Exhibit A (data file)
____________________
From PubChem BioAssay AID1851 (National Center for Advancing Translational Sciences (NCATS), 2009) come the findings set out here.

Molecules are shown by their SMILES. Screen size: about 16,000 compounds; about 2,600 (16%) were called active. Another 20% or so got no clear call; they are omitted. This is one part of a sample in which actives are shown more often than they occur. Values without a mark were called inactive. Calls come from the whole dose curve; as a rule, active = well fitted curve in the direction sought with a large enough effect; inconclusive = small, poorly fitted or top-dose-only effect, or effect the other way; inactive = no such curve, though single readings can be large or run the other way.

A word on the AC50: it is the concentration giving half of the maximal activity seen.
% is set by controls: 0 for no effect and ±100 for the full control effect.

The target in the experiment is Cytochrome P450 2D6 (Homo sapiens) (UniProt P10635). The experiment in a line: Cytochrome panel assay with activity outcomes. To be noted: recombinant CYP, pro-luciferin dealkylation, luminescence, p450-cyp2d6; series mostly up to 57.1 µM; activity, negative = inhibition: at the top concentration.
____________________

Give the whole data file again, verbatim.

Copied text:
From PubChem BioAssay AID1851 (National Center for Advancing Translational Sciences (NCATS), 2009) come the findings set out here.

Molecules are shown by their SMILES. Screen size: about 16,000 compounds; about 2,600 (16%) were called active. Another 20% or so got no clear call; they are omitted. This is one part of a sample in which actives are shown more often than they occur. Values without a mark were called inactive. Calls come from the whole dose curve; as a rule, active = well fitted curve in the direction sought with a large enough effect; inconclusive = small, poorly fitted or top-dose-only effect, or effect the other way; inactive = no such curve, though single readings can be large or run the other way.

A word on the AC50: it is the concentration giving half of the maximal activity seen.
% is set by controls: 0 for no effect and ±100 for the full control effect.

The target in the experiment is Cytochrome P450 2D6 (Homo sapiens) (UniProt P10635). The experiment in a line: Cytochrome panel assay with activity outcomes. To be noted: recombinant CYP, pro-luciferin dealkylation, luminescence, p450-cyp2d6; series mostly up to 57.1 µM; activity, negative = inhibition: at the top concentration.